The most obvious source of inspiration for Blindness would be John Wyndhams novel The Day of the Triffids (1951), which has been filmed three times as The Day of the Triffids (1962), The Day of the Triffids (tv mini-series, 1981) and The Day of the Triffids (tv mini-series, 2009). The Day of the Triffids similarly concerned an outbreak of blindness caused after people all around the world view a meteorite shower, resulting in the collapse of civilisation into anarchy. Blindness never goes so far as to have the survivors picked off by man-eating plants as Wyndham then did but the two works share much in common. The differences might be that Blindness is more focused around the collapse of civilisation occurring inside a microcosm, whereas Wyndhams book was largely concerned with examining different models of how best to put civilisation back together. Both works seem to approach the social apocalypse from opposing angles Wyndhams book was about the search for a place where basic middle-class decency could establish itself when other models of government fail, whereas Blindness is more about the collapse of social order in the face of the plague and how the liberal outlook and decency represented by Mark Ruffalos character is rendered useless in the face of cruel authoritarianism. Blindness could be more like The Day of the Triffids by way of The Experiment (2001), the German film based on the Stanford Prison Experiment, dealing with the conditions that ensue when people are confined together. Not long after Blindness came out, there was also the equally remarkable Perfect Sense (2011) set in a world where the populace starts progressively losing each of their senses and the Spanish-made The Last Days (2013) about people dealing with a socially apocalpytic malady of agoraphobia.
One of the stipulations that Jose Saramago gave when giving Fernando Meirelles the rights to the book was that the city it takes place in was not identifiable. Thus the film was shot in locations as diverse as Toronto and Sao Paulo with every actor in the principal cast seeming to come from a different ethnic background. As in Don McKellars Last Night, the menace of the show is stripped of outward theatrics and effects set-pieces and focuses on the characters and their approaches to coping with things there is not even any explanation of what caused the plague of blindness. For that matter, none of the characters are even given names. Meirelles directs with a cool quietude, observing incidental detail in the midst of dramatic scenes. He chooses an interesting method of demonstrating the blindness, frequently using point-of-view shots where the camera is out of focus or overcome with blurred washes of white light. There is a beautiful scene where the Japanese couple reunite where all we see is a point-of-view shot following the indistinct shape of an arm as it travels to connect up with another blurred shape in the whiteness.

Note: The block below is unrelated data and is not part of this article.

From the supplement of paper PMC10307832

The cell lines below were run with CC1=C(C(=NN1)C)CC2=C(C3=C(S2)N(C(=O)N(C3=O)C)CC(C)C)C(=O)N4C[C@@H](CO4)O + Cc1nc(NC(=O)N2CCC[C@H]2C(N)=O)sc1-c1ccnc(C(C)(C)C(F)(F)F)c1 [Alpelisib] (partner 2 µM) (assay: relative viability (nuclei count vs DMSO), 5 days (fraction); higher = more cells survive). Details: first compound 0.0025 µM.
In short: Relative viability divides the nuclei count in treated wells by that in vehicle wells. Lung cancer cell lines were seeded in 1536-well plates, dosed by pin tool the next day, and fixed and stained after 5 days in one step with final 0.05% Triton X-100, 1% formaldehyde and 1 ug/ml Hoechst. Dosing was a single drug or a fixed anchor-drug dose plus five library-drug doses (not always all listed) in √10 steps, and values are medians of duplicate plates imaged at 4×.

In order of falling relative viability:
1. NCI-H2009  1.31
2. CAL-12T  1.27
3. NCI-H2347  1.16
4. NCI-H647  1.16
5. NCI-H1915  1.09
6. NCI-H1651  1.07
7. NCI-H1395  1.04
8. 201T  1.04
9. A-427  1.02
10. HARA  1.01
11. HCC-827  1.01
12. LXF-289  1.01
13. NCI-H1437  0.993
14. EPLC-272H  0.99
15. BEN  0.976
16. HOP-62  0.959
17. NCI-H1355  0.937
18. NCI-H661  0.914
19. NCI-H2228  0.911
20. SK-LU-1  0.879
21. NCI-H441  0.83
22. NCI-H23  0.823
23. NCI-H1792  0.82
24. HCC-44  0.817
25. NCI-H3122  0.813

The films most powerful sections begin once Meirelles and Don McKellar have the cast confined in the detention facility and we start to see the cohesion of social order collapsing. Meirelles creates compelling images the slow dissolves as the facility is filled and we are shocked to suddenly see it overflowing with refuse and litter, or people simply walking past without clothes on. The film becomes especially charged with the introduction of Gael Garcia Bernal and his establishment of a tyrannical dictatorship over the rest of the wards, tightening his grip by confiscating the food and demanding the payment of valuables and then the women of the other wards. These scenes are drawn with a maximum amount of terse grimness as we see Mark Ruffalos protestations of fairness and good sense being ignored and people having to confront the moral repercussions of what they are required to do. The orgy scene where the women surrender is shot in an amazing montage of blurred and out-of-focus camerawork where Meirelles lets the incidental detail, the indistinct half-lit shapes of bodies and the accompanying sounds do all the work for him.
The film is equally remarkable once they emerge into the outside world, where the entire city is seemingly covered in litter and chaos. Here the film goes from a tight drama about confinement to a more standard post-holocaust story. There is a strong scene where Julianne Moore enters a supermarket where everything has been trashed and she finds an undisturbed cache of food, only to be mobbed as the blind smell what she is carrying. There are other beautifully evocative scenes like the moment where aging Danny Glover and young Alice Braga admit attraction for one another and ask if they are alone, conclude from the silence that they are and the camera pulls back to show everyone sitting in the apartment watching them.
It is of some surprise that a number of other commentators reacted negatively to Blindness. The American Council for the Blind issued a harsh condemnation of the film for depicting blind people acting as brutish, murderous savages and the implication that blindness will bring out the worst in humanity. Roger Ebert bizarrely called the film one of the most unpleasant, not to say unendurable, films Ive ever seen. Others have issued similar comments, mostly based on the depiction of the savagery of social conditions or querying why Julianne Moore failed to stand up to do more. I had a huge liking for Blindness. It is a quietly underrated science-fiction masterpiece, a model of modesty and understatement, and an all too rare focus on ideas rather than spectacle.